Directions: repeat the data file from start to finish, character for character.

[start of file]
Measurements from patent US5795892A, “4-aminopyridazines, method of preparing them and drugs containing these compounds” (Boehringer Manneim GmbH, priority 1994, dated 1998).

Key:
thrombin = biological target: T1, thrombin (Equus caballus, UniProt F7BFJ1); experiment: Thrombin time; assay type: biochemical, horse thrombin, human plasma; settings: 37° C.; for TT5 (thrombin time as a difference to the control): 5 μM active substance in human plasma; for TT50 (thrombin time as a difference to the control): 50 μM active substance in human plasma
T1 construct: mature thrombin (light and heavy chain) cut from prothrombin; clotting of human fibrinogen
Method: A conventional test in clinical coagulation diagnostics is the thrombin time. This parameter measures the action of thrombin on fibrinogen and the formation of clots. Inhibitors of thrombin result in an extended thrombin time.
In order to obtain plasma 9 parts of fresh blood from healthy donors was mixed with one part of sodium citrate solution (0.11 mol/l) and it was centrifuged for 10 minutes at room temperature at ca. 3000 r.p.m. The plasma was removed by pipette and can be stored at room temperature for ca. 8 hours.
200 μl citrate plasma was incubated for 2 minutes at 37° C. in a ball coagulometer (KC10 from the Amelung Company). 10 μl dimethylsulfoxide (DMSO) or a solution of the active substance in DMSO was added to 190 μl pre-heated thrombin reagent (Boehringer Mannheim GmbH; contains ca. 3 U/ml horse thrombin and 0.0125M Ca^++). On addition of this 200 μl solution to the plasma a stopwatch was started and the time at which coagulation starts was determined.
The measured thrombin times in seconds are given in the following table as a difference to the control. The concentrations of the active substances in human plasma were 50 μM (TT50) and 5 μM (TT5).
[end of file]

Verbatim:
Measurements from patent US5795892A, “4-aminopyridazines, method of preparing them and drugs containing these compounds” (Boehringer Manneim GmbH, priority 1994, dated 1998).

Key:
thrombin = biological target: T1, thrombin (Equus caballus, UniProt F7BFJ1); experiment: Thrombin time; assay type: biochemical, horse thrombin, human plasma; settings: 37° C.; for TT5 (thrombin time as a difference to the control): 5 μM active substance in human plasma; for TT50 (thrombin time as a difference to the control): 50 μM active substance in human plasma
T1 construct: mature thrombin (light and heavy chain) cut from prothrombin; clotting of human fibrinogen
Method: A conventional test in clinical coagulation diagnostics is the thrombin time. This parameter measures the action of thrombin on fibrinogen and the formation of clots. Inhibitors of thrombin result in an extended thrombin time.
In order to obtain plasma 9 parts of fresh blood from healthy donors was mixed with one part of sodium citrate solution (0.11 mol/l) and it was centrifuged for 10 minutes at room temperature at ca. 3000 r.p.m. The plasma was removed by pipette and can be stored at room temperature for ca. 8 hours.
200 μl citrate plasma was incubated for 2 minutes at 37° C. in a ball coagulometer (KC10 from the Amelung Company). 10 μl dimethylsulfoxide (DMSO) or a solution of the active substance in DMSO was added to 190 μl pre-heated thrombin reagent (Boehringer Mannheim GmbH; contains ca. 3 U/ml horse thrombin and 0.0125M Ca^++). On addition of this 200 μl solution to the plasma a stopwatch was started and the time at which coagulation starts was determined.
The measured thrombin times in seconds are given in the following table as a difference to the control. The concentrations of the active substances in human plasma were 50 μM (TT50) and 5 μM (TT5).